No-brainer destinations: Lepakshi

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The courtyard surrounding the Virabhadraswamy Temple.

Sunday dawned bright and sky-blue, and decided that she wanted to whisk me away into the pages of history. There are untold cultural riches, she whispered, stories in stone that you’ve never seen before, and a way of life that’s long forgotten.

And so I found myself on the way to Lepakshi – a small temple town on the border of Andhra Pradesh. Craggy mountains abound on the way, and a massive arched entrance welcomes people to the place that’s home to a gorgeous, albeit fast-crumbling, 15th century Virabhadraswamy temple.

View through the doorway.

View through the doorway.

Stepping through the looming doorway, I was instantly enveloped by the ghosts of a historic period that must have been aesthetically rich – typical carvings of lions, horses, and apsaras are given more depth and character through the masonry that created them. The temple stands proud at the center of the stone-walled compound, with a row of Hampi gold-market-like structures running along it. I decided to explore the outside area before venturing in, and found myself fascinated by the uniqueness of the carvings. They’re nothing like the stone carvings I have seen in temples and caves across any of the other historic sites I have visited.

A section of the kalyana mantapa behind the temple.

A section of the kalyana mantapa behind the temple.

Walking around the back of the temple, I came upon a kalyana mantapa – a space allotted for marriage ceremonies. Despite its dilapidated state, the mantapa is the most impressive part of the temple; stone pillars ornately carved with gods and goddesses surround the central area of the mantapa, simulating the feeling of a marriage ‘blessed by the gods themselves’. A little distance away, a gigantic carving of serpent heads awaits the descent of Lord Vishnu. The contrast of the aged stones against a clear-blue sky dotted with cotton-candy clouds was visually unparalleled.

Murals on the ceiling of the temple's inner sanctum.

Murals on the ceiling of the temple’s inner sanctum.

Inside the temple itself, the visual display is quite the opposite – the ceilings are full of fairly well-preserved murals depicting scenes of hunting, weddings, and visits to the king. Again, the style here was vastly different from any mural paintings I have ever seen. The hall before the deity of the temple is the natya mandira – the space for performance arts. The pillars in the space display careful craftsmanship in the forms of dancers and musicians.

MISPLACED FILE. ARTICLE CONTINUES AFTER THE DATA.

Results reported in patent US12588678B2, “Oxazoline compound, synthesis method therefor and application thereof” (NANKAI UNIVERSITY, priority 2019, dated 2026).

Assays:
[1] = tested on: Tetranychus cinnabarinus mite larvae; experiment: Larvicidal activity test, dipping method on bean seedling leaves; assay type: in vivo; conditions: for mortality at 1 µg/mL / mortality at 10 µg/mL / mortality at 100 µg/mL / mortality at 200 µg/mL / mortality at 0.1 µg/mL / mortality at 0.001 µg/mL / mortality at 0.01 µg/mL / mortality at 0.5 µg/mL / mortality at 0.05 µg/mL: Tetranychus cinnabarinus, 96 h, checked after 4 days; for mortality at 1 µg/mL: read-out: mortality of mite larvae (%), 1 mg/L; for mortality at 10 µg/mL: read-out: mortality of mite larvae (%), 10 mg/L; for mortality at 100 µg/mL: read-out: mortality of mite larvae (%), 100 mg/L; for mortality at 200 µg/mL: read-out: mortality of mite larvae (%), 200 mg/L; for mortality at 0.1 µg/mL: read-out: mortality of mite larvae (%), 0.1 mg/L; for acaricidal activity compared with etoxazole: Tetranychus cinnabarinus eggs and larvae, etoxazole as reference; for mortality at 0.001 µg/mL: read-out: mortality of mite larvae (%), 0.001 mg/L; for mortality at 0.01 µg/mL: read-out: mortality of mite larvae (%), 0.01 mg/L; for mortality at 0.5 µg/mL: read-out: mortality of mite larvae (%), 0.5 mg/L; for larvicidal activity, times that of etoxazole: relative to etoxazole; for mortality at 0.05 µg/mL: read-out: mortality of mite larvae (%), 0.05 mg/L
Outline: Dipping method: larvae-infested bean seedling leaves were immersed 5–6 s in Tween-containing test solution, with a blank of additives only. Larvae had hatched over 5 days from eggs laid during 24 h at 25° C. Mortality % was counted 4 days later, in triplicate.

I'm not sure what to make of this lady's pose, but it feels like an 'Oops' moment to me.

I’m not sure what to make of this lady’s pose, but it feels like an ‘Oops’ moment to me, like she’s just lost her balance and is about to fall. Incidentally, this is the first carving I have seen with what resembles slippers on the carving’s feet.

The temple itself is a sanctuary from the outside world, breathing in the surrounding noise and breathing out a comfortable silence. The cool stone slabs offer the perfect reprieve from a burning afternoon sun.

The Nandi in Lepakshi, a little distance away from the temple, faces the temple's entrance and is the only other tourist attraction in the area.

The Nandi in Lepakshi, a little distance away from the temple, faces the temple’s entrance and is the only other tourist attraction in the area.

As I sat in the temple and looked around, Sunday evening glided up to me, whispering that it was time to get back to reality. Reluctantly, I big goodbye to the temple priest whom I was just beginning to be friends with and walked away, mentally bookmarking this particular page so I could get back to it whenever I wanted to.

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The Frangipani that got away from the tree for some quiet time.

Getting there: Lepakshi is 125 kilometres from Bangalore and easily accessible by road. We went on bikes, but it’s a smooth drive by car as well. The roads are wide and the route, picturesque.

Go if: You don’t have enough time for a weekend getaway, want to explore places around Bangalore, like historic places, temples and stories.

16 thoughts on “No-brainer destinations: Lepakshi

  1. Reblogged this on raam raam and commented:
    A good friend. A good writer. And, now she is bloody getting into a small space that i was a little better than her. Photography. This is not happening at all :)

  2. I have been to Lepakshi once, and was completely awed by it. However, I don’t think I explored it in as much detail as you did. :) Lovely account! It is time to go there again, I guess.

    BTW, there is a snake temple nearby – we visited that too. Maybe you would be interested? It is located in a place called Vidurashwata.

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